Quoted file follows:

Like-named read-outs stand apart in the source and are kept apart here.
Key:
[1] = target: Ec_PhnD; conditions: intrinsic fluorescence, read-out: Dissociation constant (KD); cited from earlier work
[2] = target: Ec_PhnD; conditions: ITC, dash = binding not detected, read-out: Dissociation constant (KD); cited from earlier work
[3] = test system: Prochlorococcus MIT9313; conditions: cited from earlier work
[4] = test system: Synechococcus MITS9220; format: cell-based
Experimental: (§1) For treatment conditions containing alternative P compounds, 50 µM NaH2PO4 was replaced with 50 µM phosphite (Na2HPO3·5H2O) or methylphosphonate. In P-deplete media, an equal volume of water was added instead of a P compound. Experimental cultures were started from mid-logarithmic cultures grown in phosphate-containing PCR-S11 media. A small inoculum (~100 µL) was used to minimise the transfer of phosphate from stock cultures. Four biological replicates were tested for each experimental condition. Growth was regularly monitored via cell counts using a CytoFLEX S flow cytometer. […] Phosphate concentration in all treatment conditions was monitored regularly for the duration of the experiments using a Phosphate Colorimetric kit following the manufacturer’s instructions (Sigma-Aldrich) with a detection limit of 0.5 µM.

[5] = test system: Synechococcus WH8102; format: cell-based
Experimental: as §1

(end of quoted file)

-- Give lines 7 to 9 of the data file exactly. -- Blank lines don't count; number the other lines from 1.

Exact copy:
Experimental: (§1) For treatment conditions containing alternative P compounds, 50 µM NaH2PO4 was replaced with 50 µM phosphite (Na2HPO3·5H2O) or methylphosphonate. In P-deplete media, an equal volume of water was added instead of a P compound. Experimental cultures were started from mid-logarithmic cultures grown in phosphate-containing PCR-S11 media. A small inoculum (~100 µL) was used to minimise the transfer of phosphate from stock cultures. Four biological replicates were tested for each experimental condition. Growth was regularly monitored via cell counts using a CytoFLEX S flow cytometer. […] Phosphate concentration in all treatment conditions was monitored regularly for the duration of the experiments using a Phosphate Colorimetric kit following the manufacturer’s instructions (Sigma-Aldrich) with a detection limit of 0.5 µM.

[5] = test system: Synechococcus WH8102; format: cell-based
Experimental: as §1